Lovibond is one of the methods used to measure the color of beer. Using the Lovibond method, a beer’s color is compared against colored glass slides to determine a numerical value for the beer. The more recently created and precise Standard Reference Method has for the most part replaced the Lovibond method.
The following chart shows approximate Lovibond numerical values with the corresponding color and is categorized by style of beer.
The color or colour of a beer is typically described using either the Standard Reference Method scale (SRM), Lovibond scale, or European Brewery Convention (EBC) scale, which reference a numerical value to define the color and shade, and in some cases clarity or turbidity of a beer. The higher the number, the darker the referenced color is.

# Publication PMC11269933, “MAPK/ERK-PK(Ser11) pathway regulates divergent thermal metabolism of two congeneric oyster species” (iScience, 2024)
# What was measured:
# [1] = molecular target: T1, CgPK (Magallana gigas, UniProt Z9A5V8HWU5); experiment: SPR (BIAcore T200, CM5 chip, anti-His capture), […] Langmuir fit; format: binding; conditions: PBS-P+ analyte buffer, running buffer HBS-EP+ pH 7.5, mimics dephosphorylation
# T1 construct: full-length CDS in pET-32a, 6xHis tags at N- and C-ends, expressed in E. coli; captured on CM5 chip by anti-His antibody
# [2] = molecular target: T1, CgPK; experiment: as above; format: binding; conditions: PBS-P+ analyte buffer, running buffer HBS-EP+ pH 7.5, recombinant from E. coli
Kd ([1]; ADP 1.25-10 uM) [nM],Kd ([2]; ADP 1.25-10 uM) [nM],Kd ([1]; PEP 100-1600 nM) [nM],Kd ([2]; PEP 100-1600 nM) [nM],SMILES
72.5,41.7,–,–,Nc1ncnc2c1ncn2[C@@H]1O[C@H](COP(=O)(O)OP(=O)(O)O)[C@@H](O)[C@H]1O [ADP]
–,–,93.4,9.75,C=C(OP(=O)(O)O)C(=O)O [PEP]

A beer’s color is primarily composed from the pigments of the grains that make up its grain bill. The pigment of a grain will darken if it is toasted, caramelized, or roasted, and that will impart that color on the finished beer. In the case of an imperial stout, the roast of the malt is so dark that it makes the beer nearly black. It is important to remember that as the color of the grain darkens, the acidity typically increases. Beer can also gain color from adjuncts, such as fruits and sugars.